We had an exciting meeting with a volunteer from the Metropolitan AME Church who is working on providing Sanctuary help to African immigrants. She is a former Peace Corps volunteer and is familiar with many of the African ex-pat communities here. Also attending was Peta Ikambano from the American Friends Service Committee, who is familiar with other African ex-pat communities. Together, we decided to work as partners to visit these communities and conduct listening sessions, hoping to discover what their needs are to see if we could either meet them or steer them to folks and programs that can help. FMW has spoken for at least 20 years about our desire to partner with an African-American church, but could never figure out a non-awkward way to do so. That way just opened. Yay!

 

We held a meeting, organized by Jim Bell, with three lawyers who work on immigration issues, who spoke with us about the legal risks of housing and supporting undocumented people. This was attended by FMW members and representatives from AFSC, FCNL and several other non-Quaker congregations. It gave us a much better idea of what we will be dealing with, should we choose to go this route.

 

We gathered together water, snacks, and sandwiches to take down to the Korean Americans who are holding a week-long, 24-hour/day vigil to try to save the Dream Act. Two groups of Friends attended this vigil to provide witness; food was organized by Elaine Wilson and Carla Higgins.

 

Some of us attended a training held in a local Lutheran church on how to visit with detainees in the immigrant prisons.

 

A Friend from Alexandria Friends Meeting called to say that he had gone to Charlottesville with a group to attend the counter-protest to the Unite the Right march, and had been caught up in the violence. They were feeling traumatized, and had hired a trauma counselor to help them process. Now they needed a place to meet with that person. The Property Committee gave them access to Quaker House Living Room; Brian Lutenegger staffed it.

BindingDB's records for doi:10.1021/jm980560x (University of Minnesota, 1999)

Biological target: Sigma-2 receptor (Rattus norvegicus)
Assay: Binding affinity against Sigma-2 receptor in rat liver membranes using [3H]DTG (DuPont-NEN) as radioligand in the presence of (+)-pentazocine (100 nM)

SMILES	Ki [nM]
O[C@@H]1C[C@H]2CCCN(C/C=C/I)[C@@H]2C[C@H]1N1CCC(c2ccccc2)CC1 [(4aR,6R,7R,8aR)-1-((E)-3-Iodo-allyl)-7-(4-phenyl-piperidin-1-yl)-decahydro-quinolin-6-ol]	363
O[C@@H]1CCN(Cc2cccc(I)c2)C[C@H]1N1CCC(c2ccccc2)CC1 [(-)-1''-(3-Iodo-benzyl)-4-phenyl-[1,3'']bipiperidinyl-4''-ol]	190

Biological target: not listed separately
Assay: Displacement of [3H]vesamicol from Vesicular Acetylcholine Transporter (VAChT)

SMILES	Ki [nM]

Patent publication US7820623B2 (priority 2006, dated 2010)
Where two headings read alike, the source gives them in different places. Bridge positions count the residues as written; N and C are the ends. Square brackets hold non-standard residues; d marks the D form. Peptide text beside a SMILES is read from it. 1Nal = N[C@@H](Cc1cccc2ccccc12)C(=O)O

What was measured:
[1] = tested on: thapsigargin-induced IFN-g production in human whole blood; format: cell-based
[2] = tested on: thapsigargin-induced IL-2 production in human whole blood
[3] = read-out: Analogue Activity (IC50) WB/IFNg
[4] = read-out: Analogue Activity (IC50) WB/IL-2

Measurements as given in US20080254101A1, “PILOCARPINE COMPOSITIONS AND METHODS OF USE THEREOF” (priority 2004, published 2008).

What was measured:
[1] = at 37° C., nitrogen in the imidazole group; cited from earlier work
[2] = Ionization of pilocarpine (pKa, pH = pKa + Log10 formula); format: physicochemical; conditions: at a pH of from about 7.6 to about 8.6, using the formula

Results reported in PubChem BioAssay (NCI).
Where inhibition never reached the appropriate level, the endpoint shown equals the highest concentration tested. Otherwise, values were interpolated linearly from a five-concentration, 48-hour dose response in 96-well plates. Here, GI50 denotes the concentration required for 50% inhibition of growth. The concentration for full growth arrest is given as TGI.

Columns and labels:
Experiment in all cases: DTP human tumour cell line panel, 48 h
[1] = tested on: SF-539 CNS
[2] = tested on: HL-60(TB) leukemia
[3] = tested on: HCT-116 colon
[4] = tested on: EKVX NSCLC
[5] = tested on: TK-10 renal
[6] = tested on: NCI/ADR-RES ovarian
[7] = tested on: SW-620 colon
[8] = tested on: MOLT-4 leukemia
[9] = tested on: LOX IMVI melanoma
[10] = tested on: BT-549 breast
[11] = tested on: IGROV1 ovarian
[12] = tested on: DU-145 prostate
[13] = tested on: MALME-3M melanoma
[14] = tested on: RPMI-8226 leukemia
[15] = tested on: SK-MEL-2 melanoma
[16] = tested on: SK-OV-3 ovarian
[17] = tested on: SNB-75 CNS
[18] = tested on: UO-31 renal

J.E. McNeil gave one of her excellent Active Bystander trainings to teach non-violent interventions to use when you witness an act of oppression. Her next one is on September 7. J.E. also put in a plea for friends to donate school supplies to support the economically vulnerable students in D.C.

 

Merry Pearlstein, Alex Mathews, and Judy Hubbard came to stare meaningfully at the Decatur Place Room and the North Room to think about furniture needs in those places. There were many opinions, and a willingness to engage in a spiritually enriching furniture shopping trip, to be held soon.

 

We held three weddings and the very wonderful celebration of Bob & Susan Meehan’s 50th wedding anniversary. We also held numerous other events, most of them office retreats by folks like the Peace Corps, Planned Parenthood, Advocates for Youth, the Center for Community Change, and others. The nice Syrians continued their film series, the Spiritists and the Democratic Socialists held their monthly meeting, the LGBTQ Executives met biweekly and Al-anon met weekly, and two new groups of International Honors Program students came to do their orientation before heading off to study health care systems in 3 other countries. There were days when we had the place to ourselves, and a few days when every single room was filled, as well they should be.

 

This is an amazing Meeting, Friends.

 

My son lives in Charlottesville and was half a block away when the car rammed into the counter-protesters. I was shaken by this, and spent a lot of time hand wringing. I remembered reading about the end of World War II, when many people asked, Where were the good Germans—the ones who disliked Hitler, who hated what was happening to their country, who were horrified by the death camps and so many other Nazi actions. I asked myself, Where are the good Americans now? Well, look around you, Friends. They’re all over the place—with the counter protests in Charlottesville and Boston, and with numerous groups large and small working to preserve supports for the vulnerable. To me, the good people are right here. And I am so grateful for you.

  • Debby